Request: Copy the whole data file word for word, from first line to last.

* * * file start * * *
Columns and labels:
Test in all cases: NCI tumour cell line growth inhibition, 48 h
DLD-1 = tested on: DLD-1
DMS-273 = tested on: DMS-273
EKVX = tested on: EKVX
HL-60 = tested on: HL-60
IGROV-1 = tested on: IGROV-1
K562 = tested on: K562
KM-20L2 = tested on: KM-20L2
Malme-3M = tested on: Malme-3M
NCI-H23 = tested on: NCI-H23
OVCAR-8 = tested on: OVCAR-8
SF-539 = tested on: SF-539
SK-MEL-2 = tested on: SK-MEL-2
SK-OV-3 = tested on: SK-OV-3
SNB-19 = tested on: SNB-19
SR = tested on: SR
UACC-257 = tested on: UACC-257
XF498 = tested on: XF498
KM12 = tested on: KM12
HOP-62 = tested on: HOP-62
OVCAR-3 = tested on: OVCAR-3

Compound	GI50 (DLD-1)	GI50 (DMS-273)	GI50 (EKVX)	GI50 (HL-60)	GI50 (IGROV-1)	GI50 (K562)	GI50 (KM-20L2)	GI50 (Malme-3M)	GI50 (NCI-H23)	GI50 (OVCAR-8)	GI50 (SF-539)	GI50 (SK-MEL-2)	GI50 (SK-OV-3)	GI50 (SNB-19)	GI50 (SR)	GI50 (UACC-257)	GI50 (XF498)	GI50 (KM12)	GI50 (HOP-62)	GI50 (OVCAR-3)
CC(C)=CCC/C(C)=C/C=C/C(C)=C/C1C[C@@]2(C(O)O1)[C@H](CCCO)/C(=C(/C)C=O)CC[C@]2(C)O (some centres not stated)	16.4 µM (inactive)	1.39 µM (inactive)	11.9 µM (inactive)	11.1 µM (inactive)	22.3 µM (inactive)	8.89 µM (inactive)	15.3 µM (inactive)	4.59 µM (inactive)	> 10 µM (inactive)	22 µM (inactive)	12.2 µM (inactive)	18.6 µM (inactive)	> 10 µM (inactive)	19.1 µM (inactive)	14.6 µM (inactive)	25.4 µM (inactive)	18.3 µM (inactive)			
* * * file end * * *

Columns and labels:
Test in all cases: NCI tumour cell line growth inhibition, 48 h
DLD-1 = tested on: DLD-1
DMS-273 = tested on: DMS-273
EKVX = tested on: EKVX
HL-60 = tested on: HL-60
IGROV-1 = tested on: IGROV-1
K562 = tested on: K562
KM-20L2 = tested on: KM-20L2
Malme-3M = tested on: Malme-3M
NCI-H23 = tested on: NCI-H23
OVCAR-8 = tested on: OVCAR-8
SF-539 = tested on: SF-539
SK-MEL-2 = tested on: SK-MEL-2
SK-OV-3 = tested on: SK-OV-3
SNB-19 = tested on: SNB-19
SR = tested on: SR
UACC-257 = tested on: UACC-257
XF498 = tested on: XF498
KM12 = tested on: KM12
HOP-62 = tested on: HOP-62
OVCAR-3 = tested on: OVCAR-3

Compound	GI50 (DLD-1)	GI50 (DMS-273)	GI50 (EKVX)	GI50 (HL-60)	GI50 (IGROV-1)	GI50 (K562)	GI50 (KM-20L2)	GI50 (Malme-3M)	GI50 (NCI-H23)	GI50 (OVCAR-8)	GI50 (SF-539)	GI50 (SK-MEL-2)	GI50 (SK-OV-3)	GI50 (SNB-19)	GI50 (SR)	GI50 (UACC-257)	GI50 (XF498)	GI50 (KM12)	GI50 (HOP-62)	GI50 (OVCAR-3)
CC(C)=CCC/C(C)=C/C=C/C(C)=C/C1C[C@@]2(C(O)O1)[C@H](CCCO)/C(=C(/C)C=O)CC[C@]2(C)O (some centres not stated)	16.4 µM (inactive)	1.39 µM (inactive)	11.9 µM (inactive)	11.1 µM (inactive)	22.3 µM (inactive)	8.89 µM (inactive)	15.3 µM (inactive)	4.59 µM (inactive)	> 10 µM (inactive)	22 µM (inactive)	12.2 µM (inactive)	18.6 µM (inactive)	> 10 µM (inactive)	19.1 µM (inactive)	14.6 µM (inactive)	25.4 µM (inactive)	18.3 µM (inactive)			